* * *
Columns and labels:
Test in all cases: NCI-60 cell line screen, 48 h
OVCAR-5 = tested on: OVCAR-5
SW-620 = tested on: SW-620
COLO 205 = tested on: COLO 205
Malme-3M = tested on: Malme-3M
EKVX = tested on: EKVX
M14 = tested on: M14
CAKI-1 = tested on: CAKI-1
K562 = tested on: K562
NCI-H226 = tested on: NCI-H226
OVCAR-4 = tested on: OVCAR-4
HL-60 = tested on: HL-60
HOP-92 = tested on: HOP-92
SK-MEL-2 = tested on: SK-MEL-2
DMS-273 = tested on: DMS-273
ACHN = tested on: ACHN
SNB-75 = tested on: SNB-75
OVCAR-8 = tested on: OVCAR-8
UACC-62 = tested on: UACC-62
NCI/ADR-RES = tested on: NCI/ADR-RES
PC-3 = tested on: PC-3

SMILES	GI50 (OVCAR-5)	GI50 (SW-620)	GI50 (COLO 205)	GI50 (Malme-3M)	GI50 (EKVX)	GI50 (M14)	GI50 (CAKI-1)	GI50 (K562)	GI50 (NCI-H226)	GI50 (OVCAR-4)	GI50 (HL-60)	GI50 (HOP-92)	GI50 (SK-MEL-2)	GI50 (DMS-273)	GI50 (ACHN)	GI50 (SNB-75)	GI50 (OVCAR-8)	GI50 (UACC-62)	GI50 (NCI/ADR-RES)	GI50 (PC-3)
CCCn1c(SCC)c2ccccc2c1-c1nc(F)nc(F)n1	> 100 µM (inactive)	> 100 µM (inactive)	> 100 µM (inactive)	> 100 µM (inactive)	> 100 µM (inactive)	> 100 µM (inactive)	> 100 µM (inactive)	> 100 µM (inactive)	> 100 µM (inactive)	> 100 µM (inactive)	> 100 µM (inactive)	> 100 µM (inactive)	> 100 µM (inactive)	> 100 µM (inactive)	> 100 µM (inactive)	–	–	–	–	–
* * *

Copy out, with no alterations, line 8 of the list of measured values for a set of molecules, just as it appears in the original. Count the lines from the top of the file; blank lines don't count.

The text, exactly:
M14 = tested on: M14